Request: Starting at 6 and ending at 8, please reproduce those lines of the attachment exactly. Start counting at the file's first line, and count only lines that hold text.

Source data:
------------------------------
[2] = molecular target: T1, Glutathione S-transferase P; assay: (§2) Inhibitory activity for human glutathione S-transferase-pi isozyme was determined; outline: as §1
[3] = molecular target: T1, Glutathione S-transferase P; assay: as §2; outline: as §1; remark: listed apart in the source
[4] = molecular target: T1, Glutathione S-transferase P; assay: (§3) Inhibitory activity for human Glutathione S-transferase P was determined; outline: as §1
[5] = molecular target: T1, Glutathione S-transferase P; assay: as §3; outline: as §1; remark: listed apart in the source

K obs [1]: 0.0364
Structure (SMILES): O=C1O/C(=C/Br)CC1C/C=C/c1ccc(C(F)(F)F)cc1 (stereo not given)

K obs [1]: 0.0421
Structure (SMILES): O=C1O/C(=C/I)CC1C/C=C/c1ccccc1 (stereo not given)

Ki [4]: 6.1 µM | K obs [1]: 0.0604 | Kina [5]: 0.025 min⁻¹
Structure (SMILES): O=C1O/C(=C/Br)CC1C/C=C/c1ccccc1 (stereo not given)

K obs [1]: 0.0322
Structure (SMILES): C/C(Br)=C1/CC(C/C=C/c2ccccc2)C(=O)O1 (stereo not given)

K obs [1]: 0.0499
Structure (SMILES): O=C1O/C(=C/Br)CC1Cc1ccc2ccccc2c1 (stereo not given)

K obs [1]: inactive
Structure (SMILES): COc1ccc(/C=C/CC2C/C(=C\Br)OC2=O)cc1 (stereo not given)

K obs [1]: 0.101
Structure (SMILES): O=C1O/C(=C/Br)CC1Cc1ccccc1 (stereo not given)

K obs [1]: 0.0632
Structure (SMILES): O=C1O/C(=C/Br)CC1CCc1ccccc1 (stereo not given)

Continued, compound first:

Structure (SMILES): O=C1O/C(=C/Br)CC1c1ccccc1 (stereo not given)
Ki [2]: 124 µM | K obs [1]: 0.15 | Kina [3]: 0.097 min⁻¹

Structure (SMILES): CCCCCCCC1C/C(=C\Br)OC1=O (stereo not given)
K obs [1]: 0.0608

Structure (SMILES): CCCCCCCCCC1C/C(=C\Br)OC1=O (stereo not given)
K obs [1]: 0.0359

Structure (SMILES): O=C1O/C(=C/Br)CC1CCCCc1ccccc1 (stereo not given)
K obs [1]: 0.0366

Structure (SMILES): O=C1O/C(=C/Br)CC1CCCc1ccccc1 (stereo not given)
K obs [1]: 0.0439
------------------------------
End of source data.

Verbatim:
Structure (SMILES): O=C1O/C(=C/Br)CC1C/C=C/c1ccc(C(F)(F)F)cc1 (stereo not given)

K obs [1]: 0.0421
Structure (SMILES): O=C1O/C(=C/I)CC1C/C=C/c1ccccc1 (stereo not given)